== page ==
Personal responsibility for Church’s mission



Pope Francis tells us: “One of the great challenges facing the Church in this generation is to foster in all the faithful a sense of personal responsibility for the Church’s mission, and enable them to fulfil that responsibility as missionary disciples, as a leaven of the Gospel in our world.” (Philadelphia Cathedral, September 26, 2015)

Jesus tells us: “Go to all nations, giving them the Good News” (Matt.28:19). Vatican ll tells us that every Christian is called to be missionary (Ad Gentes).

How can one living on the home front possibly have, as Pope Francis puts it, “a sense of personal responsibility for the Church’s mission”?

Here is a down to earth, practical and concrete example of someone who took the words of Jesus seriously and who gives us an example of “personal responsibility”. That someone is a young French woman who died in 1897 but whose example is very much alive for us today. Her name is Therese Martin, raised in the French provincial town of Lisieux. Her family would be seen today as “middle class”.

Therese had little contact outside her family (parents and three sisters and her cousins). Yet her heart from an early age went beyond the confines of these narrow boundaries. At the age of 14, she heard her family speak of Pranzini, a man convicted to death for committing some gory murders. It was also reported how he showed no sign of repentance. Therese prayed hard for Pranzini, who on climbing the steps up to the guillotine, suddenly grasped a crucifix and kissed it. Therese later wrote: “Pranzini was my first child”.

At the age of 15, Therese entered the enclosed Carmel convent in her hometown, Lisieux. Until her death at 24 Therese never went outside the confines of those high walls. But Lisieux had a sister Carmel convent in Saigon who were calling for volunteers. Therese offered to go, but for health reasons could not go. Although she did not go in person, she took a special interest in foreign mission. This interest led to prayer for mission and missionaries. Therese wrote 29 letters to two missionaries.

To one, Maurice Belliere in Malawi, Africa, she wrote: “I cannot be an active missionary, but I want to be one through love.” To another, Adolphe Roulland, in China, she wrote: “I am happy to work with you for the salvation of souls. On this earth, let us work together. In heaven we shall have the reward”. Therese called them “my brother missionaries”.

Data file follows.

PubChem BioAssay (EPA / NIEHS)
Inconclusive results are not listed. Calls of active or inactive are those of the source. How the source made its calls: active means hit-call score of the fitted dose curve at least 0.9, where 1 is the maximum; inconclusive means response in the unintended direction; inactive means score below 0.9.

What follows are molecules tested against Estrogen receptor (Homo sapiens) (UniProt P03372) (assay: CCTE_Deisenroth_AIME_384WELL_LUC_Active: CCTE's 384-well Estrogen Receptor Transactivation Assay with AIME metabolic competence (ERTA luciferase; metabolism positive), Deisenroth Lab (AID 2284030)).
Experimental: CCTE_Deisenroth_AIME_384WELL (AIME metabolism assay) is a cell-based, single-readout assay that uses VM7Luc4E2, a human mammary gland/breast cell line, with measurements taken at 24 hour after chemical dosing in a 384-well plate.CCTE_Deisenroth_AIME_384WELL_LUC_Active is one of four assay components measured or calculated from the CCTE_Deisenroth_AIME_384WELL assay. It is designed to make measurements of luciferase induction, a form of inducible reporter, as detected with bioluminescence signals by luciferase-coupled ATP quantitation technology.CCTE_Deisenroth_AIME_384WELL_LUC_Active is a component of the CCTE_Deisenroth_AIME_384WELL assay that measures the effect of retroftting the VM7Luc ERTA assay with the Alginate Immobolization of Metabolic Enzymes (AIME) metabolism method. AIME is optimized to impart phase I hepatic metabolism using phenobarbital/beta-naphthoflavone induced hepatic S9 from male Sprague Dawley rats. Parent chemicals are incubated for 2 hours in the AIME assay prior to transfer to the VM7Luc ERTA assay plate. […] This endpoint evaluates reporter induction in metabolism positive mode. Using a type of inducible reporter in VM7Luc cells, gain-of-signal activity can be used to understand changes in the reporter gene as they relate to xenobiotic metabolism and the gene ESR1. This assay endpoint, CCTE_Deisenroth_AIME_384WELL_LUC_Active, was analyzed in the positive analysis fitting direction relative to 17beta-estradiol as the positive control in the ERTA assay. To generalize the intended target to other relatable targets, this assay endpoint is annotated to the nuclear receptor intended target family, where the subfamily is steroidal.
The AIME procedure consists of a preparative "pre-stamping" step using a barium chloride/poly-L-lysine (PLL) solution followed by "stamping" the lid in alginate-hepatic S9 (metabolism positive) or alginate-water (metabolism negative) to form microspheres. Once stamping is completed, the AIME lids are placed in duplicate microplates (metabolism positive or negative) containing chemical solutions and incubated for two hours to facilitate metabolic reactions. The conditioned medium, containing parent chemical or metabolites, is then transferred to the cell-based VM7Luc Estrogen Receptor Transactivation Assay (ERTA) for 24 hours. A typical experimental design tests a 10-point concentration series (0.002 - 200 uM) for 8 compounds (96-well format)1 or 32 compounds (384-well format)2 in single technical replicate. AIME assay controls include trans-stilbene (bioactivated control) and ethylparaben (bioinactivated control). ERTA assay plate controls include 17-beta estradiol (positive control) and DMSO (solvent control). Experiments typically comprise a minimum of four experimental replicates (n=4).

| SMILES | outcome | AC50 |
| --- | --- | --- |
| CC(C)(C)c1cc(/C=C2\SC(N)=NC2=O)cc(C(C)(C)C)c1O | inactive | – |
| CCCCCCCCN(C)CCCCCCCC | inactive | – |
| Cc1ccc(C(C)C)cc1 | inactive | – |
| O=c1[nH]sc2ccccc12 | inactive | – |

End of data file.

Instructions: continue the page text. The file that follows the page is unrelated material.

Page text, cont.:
In the last year of her life (at 24) she was afflicted with debilitating TB, first in her lungs and later her whole body. Her doctor advised a regular short walk in the convent grounds. For Therese each step was agony. One sister, seeing her pain, said: “Why don’t you stop?” Therese answered: “Each step becomes a prayer for a missionary”.

So that is the message of St. Therese for all of us. Pope Pius X1 in 1927 proclaimed her as the patron of worldwide mission together with St. Francis Xavier. These two lifestyles were different. The difference is interesting and instructive! Coalface and cloistered.

Here are some hints to create a personal responsibility. Take an interest in mission (reading ‘The Far East’ will help!) and turn that interest into prayers. Do not become passively immune to the disasters seen on the TV screen. Feel with the people flooded in Bangladesh, feel with the persecuted and displaced people of Afghanistan and Syria, feel with the starving people in Yemen, South Sudan, North Korea and northern Ethiopia. Feel with people and pray for them. And let us call to mind the words of Scripture. In advice to his son, Tobit says: “Set aside part of your goods for almsgiving. Never turn your face from the poor and God will not turn His face from you. Measure your alms by what you have. If you have much, give more. If you have little, give less, but do not be mean in almsgiving. You lay up a great treasure in the presence of the Most High” (Tobit 4:8).

Columban Fr Barry Cairns lives and works in Japan.

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